Many Guess Who and the BTO songs still get a ton of airplay today. Why do you think those songs hold up so well?
It’s somewhat mystical and magical to me. When I was writing with Burton Cummings, we got together every Saturday at his house in the morning at about 11 o’clock. We’d have done a gig Friday, and we’d get together Saturday at his house.
We would study and listen to Brian Wilson of the Beach Boys’ records, the Beatles, the Rolling Stones, and Bacharach and David, who were writing big hits at the time for Dionne Warwick and people like that. We would study these guys, going, how do they write these songs? How does Chuck Berry have all these songs, which the Beatles were copying?
You have to get to the person by the first 60 seconds. “These Eyes” has a little piano beginning. “Laughing” has a little guitar intro. “Undun” has a guitar intro. “American Woman” has a guitar that’s recognizable. The minute you hear the first four or five or six notes, it’s recognizable.
“Let It Ride” with BTO. “You Ain’t Seen Nothing Yet.” “Roll on Down the Highway.” They all have a recognizable intro that then repeats in the middle of the song and brings you back to the chorus. There’s a certain formulaic thing you fall into.
They become hit singles, and you have no idea why because, if I knew why, I would do it over and over again. Luckily I did it, but it’s from doing a mass amount of writing.
Was working in the Guess Who very different from working in BTO?
Yeah, it was different because, in the Guess Who, unfortunately, I was one of the last guys in the band. Although I became the leader by default when the lead singer quit, and I got Burton Cummings in.
Our lead singer, who sang on “Shakin’ All Over,” didn’t like [the lifestyle]. It was more like a committee voting on things—five guys, then four guys voting. When you have four guys voting, it doesn’t work.
I was sick of the road and having gallbladder problems on the road, which I didn’t know what it was. I just had this pain every night. Then it was time for me to leave the band. I had to go under medical supervision. It took me about six months. Got really restless and started another band that evolved into Bachman–Turner Overdrive. I left the Guess Who, and I had nobody who wanted to work with me, so I got my brothers to be in the band.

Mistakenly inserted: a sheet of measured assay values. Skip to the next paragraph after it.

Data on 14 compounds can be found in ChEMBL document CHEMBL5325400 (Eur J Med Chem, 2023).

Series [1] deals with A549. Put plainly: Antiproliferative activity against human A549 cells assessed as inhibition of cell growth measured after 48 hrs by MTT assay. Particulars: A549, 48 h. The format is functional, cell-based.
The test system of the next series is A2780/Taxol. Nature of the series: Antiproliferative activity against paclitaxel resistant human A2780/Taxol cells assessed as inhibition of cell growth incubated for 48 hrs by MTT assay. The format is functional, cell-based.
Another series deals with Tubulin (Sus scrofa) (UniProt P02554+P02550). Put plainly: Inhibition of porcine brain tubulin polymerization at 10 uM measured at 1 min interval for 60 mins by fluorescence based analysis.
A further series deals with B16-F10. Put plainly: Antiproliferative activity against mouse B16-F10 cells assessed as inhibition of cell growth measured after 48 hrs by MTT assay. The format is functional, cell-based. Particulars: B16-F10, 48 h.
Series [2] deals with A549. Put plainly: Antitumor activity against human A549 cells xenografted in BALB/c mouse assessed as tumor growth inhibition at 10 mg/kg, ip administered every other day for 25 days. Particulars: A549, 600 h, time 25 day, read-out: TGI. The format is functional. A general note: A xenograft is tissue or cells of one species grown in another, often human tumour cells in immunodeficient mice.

In two years, we were number one in the world and sold more records than my nine years with the Guess Who. They listened to me. I was a benevolent dictator. Everybody became super millionaires in two or three years. The problem was the minute they got all the money in the bank, they thought they knew more than I did, and then all my rules were thrown out of the room again.
One guy drinking all the time, one guy smoking weed all the time, one guy shooting meth all the time, or speed, or whatever it was. I didn’t do any of that; I have never done it in my life. When that happens, I try to go and say, “Hey, we agreed that this wouldn’t happen, and you’re doing it. You’ve got to get out of the band or guess what? I’m leaving.” They said, “Great. F.O. Get out of the band.” So I left. I left both bands for that reason.
You’re going to be a guest at the Fest for Beatles Fans in March. What are you most looking forward to doing at the fest?
It is my first time there. Before that, I’m playing B.B. King’s on February 24, which is the weekend of George Harrison’s birthday — he’ll be 75 on the 25th.
My new album is called By George, and it’s me revisiting or re-visioning 12 of George Harrison’s songs that are completely unrecognizable. If you’re a Beatles or George Harrison fan, you can sing along to it, but when it starts, you have no idea what it is because I didn’t use any of the Beatles or George Harrison templates. I invented my own. I’ll be playing five or six of the songs from By George at the Fest.
For me, it’s a great launch. It’s coming out on vinyl as well. It’ll be four vinyl sides. Two discs that are going to be in black and white and marble, because my album cover is the eclipse that happened in August.
Did you ever get to meet George Harrison at any point in your career?
When I left the Guess Who in May 1970, the Beatles had broken up already. I had a publicist named Ritchie Yorke. He was also the Beatles’ publicist at that time. He called me and he said, “George Harrison’s putting a band together in London because the Beatles are all over. They’ve been over for a year. Why don’t you give him a call?” Here I am, a kid in Winnipeg, and it’s about noon, and I’m phoning George Harrison’s house, Friar Park, where he lived.